Fork Mid-Valve Squish

Mid-Valve setup is perhaps the most critical part of fork valving. The most important thing to control is Float.

Float is the distance the Mid-Valve Stack moves before it has to bend.

Squish is the amount the Float decreases when the Nut is tightened as the components compress. It is already calculated into the theoretical float on the DVS Custom Setup Sheet.

For more details check out the following example. These instructions are general and not specific to your particular bike.

Install the stock:
Spring Washer (with holes) and the
Thrust Washer

Install the Mid-Valve Stack onto the Valving Shaft starting with the:
Sleeve Washer
Check Spring
Mid-Valve Packing Stack
Hi-Speed Mid-Valve Stack
Mid-Valve Crossover (only if it is a two stage Mid-Valve stack)
Lo-Speed Mid-Valve Stack

Sleeve Extender Shim(s) (8 id x 11mm od shims) (if required)
Setting the correct Float is the most critical part of the installation. Float is the amount the Mid-Valve stack moves before it has to bend.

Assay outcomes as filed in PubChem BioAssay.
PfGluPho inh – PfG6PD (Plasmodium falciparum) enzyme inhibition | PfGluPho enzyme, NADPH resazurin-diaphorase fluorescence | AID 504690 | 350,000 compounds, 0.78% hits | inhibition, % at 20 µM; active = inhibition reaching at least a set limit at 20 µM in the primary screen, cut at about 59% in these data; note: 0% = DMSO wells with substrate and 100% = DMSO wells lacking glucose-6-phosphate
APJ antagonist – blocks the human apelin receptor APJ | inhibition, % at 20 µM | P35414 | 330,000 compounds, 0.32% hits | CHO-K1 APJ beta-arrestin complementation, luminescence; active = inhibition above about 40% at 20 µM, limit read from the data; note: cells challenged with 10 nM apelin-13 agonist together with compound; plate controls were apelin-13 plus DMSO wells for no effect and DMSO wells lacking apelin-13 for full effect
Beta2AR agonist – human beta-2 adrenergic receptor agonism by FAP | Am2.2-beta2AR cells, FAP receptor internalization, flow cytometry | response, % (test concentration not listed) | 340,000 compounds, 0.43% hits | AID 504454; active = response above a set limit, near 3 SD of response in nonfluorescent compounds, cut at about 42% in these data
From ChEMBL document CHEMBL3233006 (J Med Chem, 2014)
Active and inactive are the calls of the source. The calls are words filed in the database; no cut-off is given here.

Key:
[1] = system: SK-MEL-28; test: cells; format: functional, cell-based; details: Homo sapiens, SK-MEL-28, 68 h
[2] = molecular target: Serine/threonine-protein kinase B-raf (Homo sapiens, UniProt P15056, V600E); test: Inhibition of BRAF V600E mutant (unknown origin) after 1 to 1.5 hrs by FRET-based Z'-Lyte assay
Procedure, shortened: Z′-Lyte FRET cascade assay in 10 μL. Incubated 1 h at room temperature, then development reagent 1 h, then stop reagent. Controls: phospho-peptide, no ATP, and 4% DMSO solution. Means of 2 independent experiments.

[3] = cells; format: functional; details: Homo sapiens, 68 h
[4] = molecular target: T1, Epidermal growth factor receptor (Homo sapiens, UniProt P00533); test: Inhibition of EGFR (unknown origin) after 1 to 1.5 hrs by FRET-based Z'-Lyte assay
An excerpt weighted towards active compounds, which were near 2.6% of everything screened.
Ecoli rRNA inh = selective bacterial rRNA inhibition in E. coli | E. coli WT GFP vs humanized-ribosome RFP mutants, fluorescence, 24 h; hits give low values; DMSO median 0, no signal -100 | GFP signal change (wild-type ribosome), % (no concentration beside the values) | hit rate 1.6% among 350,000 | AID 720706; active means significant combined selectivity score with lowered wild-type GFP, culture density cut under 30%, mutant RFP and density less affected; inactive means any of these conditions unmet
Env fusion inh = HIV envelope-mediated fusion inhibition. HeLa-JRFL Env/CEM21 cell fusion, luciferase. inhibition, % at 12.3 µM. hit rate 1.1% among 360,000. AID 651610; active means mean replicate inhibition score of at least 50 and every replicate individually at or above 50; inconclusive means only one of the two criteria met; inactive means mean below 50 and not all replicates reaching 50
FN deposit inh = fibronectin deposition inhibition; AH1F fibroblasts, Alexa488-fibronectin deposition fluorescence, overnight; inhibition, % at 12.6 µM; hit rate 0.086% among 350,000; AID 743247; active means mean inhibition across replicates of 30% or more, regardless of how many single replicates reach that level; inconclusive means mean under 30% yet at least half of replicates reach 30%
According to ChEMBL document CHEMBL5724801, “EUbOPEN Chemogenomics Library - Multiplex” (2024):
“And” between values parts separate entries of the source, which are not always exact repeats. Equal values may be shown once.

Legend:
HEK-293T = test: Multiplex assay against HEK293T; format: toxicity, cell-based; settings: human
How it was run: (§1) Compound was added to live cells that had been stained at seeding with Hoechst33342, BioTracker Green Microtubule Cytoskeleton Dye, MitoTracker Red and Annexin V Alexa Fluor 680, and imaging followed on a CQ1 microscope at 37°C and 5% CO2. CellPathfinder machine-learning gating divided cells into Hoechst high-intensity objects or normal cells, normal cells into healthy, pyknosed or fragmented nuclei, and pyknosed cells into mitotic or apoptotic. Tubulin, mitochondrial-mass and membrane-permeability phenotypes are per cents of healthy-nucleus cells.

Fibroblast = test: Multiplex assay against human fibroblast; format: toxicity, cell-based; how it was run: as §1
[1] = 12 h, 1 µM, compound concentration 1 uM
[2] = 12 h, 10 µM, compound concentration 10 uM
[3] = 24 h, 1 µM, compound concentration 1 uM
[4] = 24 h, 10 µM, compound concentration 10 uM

Squish is the amount the Gap shrinks as the Nut is tightened.
Float is calculated as follows:
Gap is the total length available for the Mid-Valve Stack...
Gap = Sleeve Length plus Sleeve Extender - Recess Depth - Squish
Total Mid-Valve Stack = Lo-Speed MV plus MV Crossover plus Hi-Speed MV plus MV Packing
Float = Gap - Total Mid-Valve Stack
Once the complete assembly is built, check the Float with a feeler gauge (step VR14). This may be off due to production tolerances on all of the parts in the assembly. Adjust the MV Packing Stack to create the correct Float.

VR14- Make sure the mid-valve is free to move up and down.
The most critical valving setup in the entire front fork is the FLOAT. Use a feeler gauge to measure the actual "float" of the mid-valve. The float is the amount the stack moves before it has to bend.
Insert the feeler gauge between the Gold Valve Piston face and the first shim. Make sure the feeler gauge goes all the way in to the surface of the inner sleeve.
This is the best way to check the float as there are always production tolerances that will throw the predicted float off of the calculated number.
Adjust the packing stack to get the correct float. THIS IS CRITICAL!